Publication Details

Jayasuriya, R., Caputi, P. & Yaghmaie, F. (2002). The effect of individual psychological characteristics in the use of Computerised Information Systems. In R. Ribbons, V. Dall & R. Webb (Eds.), HIC 2002 Handbook of Abstracts: Improving quality by lowering barriers (pp. 55-56). Australia: Health Informatics Society of Australia.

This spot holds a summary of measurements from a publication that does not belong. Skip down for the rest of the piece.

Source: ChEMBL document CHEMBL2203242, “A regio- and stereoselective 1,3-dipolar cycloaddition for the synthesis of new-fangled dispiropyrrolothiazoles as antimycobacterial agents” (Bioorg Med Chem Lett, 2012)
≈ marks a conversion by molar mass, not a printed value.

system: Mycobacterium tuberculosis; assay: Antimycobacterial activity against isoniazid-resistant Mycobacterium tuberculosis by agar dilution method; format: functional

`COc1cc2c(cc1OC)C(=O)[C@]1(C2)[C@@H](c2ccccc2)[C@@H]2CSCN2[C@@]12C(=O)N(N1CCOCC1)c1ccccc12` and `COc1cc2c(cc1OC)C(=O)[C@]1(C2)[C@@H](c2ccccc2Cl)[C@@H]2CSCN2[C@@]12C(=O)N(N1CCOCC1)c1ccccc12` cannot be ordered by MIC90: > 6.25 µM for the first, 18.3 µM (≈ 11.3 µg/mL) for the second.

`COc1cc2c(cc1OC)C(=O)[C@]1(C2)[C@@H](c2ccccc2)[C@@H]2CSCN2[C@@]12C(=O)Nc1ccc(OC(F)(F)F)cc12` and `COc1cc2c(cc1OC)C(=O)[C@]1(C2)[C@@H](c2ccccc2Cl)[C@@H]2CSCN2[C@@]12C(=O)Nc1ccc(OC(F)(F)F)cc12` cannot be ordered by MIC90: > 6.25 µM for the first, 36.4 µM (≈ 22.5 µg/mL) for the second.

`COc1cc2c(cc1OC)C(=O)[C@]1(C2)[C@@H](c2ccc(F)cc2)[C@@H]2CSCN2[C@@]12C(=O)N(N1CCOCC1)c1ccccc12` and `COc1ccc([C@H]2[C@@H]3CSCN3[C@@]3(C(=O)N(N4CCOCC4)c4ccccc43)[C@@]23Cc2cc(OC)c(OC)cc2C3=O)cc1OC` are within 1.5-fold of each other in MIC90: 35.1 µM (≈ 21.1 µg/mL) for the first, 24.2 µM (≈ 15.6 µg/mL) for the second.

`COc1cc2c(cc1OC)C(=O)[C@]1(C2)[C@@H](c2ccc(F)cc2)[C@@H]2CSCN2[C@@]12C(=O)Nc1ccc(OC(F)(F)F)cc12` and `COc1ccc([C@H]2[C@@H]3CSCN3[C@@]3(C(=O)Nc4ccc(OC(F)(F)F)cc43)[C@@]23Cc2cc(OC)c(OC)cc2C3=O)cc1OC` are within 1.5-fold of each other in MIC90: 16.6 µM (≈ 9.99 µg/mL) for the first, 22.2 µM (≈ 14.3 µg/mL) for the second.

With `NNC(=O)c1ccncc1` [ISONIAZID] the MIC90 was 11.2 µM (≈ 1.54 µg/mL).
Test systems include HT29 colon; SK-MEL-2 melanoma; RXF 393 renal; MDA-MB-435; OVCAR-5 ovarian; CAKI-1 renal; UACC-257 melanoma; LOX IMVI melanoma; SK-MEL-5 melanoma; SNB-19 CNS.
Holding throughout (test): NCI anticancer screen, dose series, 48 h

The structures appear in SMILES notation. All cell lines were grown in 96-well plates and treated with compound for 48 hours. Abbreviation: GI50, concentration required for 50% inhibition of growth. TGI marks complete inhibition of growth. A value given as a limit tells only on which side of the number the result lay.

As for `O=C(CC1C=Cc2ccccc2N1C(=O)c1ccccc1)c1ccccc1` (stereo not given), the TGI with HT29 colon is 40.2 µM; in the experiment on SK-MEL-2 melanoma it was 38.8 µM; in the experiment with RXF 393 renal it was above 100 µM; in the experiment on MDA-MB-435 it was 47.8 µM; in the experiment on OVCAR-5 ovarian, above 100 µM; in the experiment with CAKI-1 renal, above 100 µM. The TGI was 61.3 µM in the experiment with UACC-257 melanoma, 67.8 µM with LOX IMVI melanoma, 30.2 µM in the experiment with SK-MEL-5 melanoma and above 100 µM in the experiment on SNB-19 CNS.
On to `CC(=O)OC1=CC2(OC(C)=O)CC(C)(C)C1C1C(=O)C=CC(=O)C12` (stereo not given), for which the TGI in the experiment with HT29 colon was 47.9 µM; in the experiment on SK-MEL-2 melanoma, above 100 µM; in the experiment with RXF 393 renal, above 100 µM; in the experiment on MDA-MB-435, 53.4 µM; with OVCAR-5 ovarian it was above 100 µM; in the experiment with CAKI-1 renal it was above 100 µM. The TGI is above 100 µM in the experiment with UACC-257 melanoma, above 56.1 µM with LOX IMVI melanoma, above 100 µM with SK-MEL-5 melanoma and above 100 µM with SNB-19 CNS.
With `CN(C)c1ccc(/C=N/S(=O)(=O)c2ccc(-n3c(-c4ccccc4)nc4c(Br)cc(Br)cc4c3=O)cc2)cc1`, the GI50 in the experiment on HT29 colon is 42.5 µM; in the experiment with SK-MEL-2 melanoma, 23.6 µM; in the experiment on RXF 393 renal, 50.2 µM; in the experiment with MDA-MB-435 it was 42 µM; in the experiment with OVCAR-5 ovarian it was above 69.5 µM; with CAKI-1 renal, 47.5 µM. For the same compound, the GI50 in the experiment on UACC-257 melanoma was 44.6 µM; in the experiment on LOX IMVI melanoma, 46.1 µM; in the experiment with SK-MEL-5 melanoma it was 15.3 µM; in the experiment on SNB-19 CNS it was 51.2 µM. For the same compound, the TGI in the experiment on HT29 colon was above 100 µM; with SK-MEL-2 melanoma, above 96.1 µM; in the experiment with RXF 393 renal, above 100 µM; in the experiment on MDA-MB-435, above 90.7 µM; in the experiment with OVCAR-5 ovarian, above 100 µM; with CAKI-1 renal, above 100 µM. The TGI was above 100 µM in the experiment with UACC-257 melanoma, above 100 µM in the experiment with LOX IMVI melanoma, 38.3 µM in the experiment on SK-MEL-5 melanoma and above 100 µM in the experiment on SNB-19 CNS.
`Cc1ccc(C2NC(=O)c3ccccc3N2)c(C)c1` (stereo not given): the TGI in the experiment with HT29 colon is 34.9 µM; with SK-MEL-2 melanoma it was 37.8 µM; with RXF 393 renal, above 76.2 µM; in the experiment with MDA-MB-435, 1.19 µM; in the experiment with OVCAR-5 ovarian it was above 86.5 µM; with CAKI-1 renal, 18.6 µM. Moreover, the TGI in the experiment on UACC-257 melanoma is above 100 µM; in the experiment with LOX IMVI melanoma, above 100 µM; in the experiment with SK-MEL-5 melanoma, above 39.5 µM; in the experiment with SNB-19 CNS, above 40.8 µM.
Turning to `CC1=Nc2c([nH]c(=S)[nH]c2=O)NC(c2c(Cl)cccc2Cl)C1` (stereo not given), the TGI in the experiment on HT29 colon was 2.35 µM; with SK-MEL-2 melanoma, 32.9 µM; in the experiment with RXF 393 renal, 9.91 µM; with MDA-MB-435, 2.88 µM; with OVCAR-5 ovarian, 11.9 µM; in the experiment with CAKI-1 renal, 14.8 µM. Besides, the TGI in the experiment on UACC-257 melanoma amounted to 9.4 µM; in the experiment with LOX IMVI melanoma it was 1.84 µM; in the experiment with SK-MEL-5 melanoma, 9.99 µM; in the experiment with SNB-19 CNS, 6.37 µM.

Investments in computerised information systems in the health industry in evident in most parts of the world. In hospitals and other Healthcare settings, increasingly, hands-on computer use is becoming an important behaviour for effective job perfonnance for health professionals. As the pre-employment (professional) training is provided at a number of different settings the exposure health workers have to computing will vary. Providing training and support to such end-users becomes a complex problem. In addition, based on their prior exposure to computer technology in their work place individuals will have different experiences that make implementation of such systems more complex. Individual psychological characteristics of computer end users have been widely researched and debated in studies in management infonnation systems (MIS), organizational behaviour and educatiol1. From as early as the 1970's researchers sought a better understanding ofindividual psychological characteristics towards computers and its use. Factors that have been implicated most commonly in studies based on health professionals include computer attitude, compiIter anxiety, experience in using computers and user involvement ( Krampf and Robinson, 1984; Moralee et aI., 1993; Henderson et aI., 1995). Computerised information systems in health care settings in most cases are mandatory. Therefore prediction of its use is inconsequential. Based on prior studies, it has been shown that behavioural intention predicts behaviour in voluntary situations (Davis et aI., 1989). Behavioural intention refers to the strength of one's intention to perfonn a specific behaviour (Fishbein and Ajzen, 1975). Studies in business and student settings conducted to ascertain factors that predict behaviour intention to use computer system have identified individual psychological factors to he important. However very few empirical studies have examined these factors in health care settings. In addition there is continued debate and contention ofthe influence ofthese factors in the literature. Given the emerging situation in health care settings of wider implementation of computerised systems the present study was undertaken to test the relationships of these factors to behavioural intention to use computers in a health care setting.